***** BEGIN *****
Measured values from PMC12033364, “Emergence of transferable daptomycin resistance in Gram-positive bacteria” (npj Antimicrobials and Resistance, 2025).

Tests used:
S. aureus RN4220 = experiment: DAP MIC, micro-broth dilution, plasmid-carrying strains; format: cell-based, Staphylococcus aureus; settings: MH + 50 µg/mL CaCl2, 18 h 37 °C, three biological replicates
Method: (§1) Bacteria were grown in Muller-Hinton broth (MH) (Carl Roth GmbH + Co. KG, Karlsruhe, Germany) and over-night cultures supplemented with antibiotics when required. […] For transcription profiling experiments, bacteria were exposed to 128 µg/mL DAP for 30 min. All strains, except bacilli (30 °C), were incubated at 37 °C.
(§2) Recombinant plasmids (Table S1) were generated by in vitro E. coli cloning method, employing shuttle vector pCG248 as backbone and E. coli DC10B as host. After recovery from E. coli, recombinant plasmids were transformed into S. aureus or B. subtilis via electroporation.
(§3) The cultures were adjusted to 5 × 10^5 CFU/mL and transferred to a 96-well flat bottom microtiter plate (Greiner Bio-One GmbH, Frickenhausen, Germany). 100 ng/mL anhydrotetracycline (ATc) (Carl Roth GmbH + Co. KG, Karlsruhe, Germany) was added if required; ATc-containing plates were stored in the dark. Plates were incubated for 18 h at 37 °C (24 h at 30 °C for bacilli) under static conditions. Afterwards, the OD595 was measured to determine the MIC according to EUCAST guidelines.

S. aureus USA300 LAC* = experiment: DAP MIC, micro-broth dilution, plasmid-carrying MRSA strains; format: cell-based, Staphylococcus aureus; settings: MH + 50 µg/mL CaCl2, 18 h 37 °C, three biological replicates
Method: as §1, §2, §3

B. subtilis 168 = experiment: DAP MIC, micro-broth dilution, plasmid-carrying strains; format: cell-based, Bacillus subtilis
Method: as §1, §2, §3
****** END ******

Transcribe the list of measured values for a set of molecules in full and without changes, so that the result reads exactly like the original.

Measured values from PMC12033364, “Emergence of transferable daptomycin resistance in Gram-positive bacteria” (npj Antimicrobials and Resistance, 2025).

Tests used:
S. aureus RN4220 = experiment: DAP MIC, micro-broth dilution, plasmid-carrying strains; format: cell-based, Staphylococcus aureus; settings: MH + 50 µg/mL CaCl2, 18 h 37 °C, three biological replicates
Method: (§1) Bacteria were grown in Muller-Hinton broth (MH) (Carl Roth GmbH + Co. KG, Karlsruhe, Germany) and over-night cultures supplemented with antibiotics when required. […] For transcription profiling experiments, bacteria were exposed to 128 µg/mL DAP for 30 min. All strains, except bacilli (30 °C), were incubated at 37 °C.
(§2) Recombinant plasmids (Table S1) were generated by in vitro E. coli cloning method, employing shuttle vector pCG248 as backbone and E. coli DC10B as host. After recovery from E. coli, recombinant plasmids were transformed into S. aureus or B. subtilis via electroporation.
(§3) The cultures were adjusted to 5 × 10^5 CFU/mL and transferred to a 96-well flat bottom microtiter plate (Greiner Bio-One GmbH, Frickenhausen, Germany). 100 ng/mL anhydrotetracycline (ATc) (Carl Roth GmbH + Co. KG, Karlsruhe, Germany) was added if required; ATc-containing plates were stored in the dark. Plates were incubated for 18 h at 37 °C (24 h at 30 °C for bacilli) under static conditions. Afterwards, the OD595 was measured to determine the MIC according to EUCAST guidelines.

S. aureus USA300 LAC* = experiment: DAP MIC, micro-broth dilution, plasmid-carrying MRSA strains; format: cell-based, Staphylococcus aureus; settings: MH + 50 µg/mL CaCl2, 18 h 37 °C, three biological replicates
Method: as §1, §2, §3

B. subtilis 168 = experiment: DAP MIC, micro-broth dilution, plasmid-carrying strains; format: cell-based, Bacillus subtilis
Method: as §1, §2, §3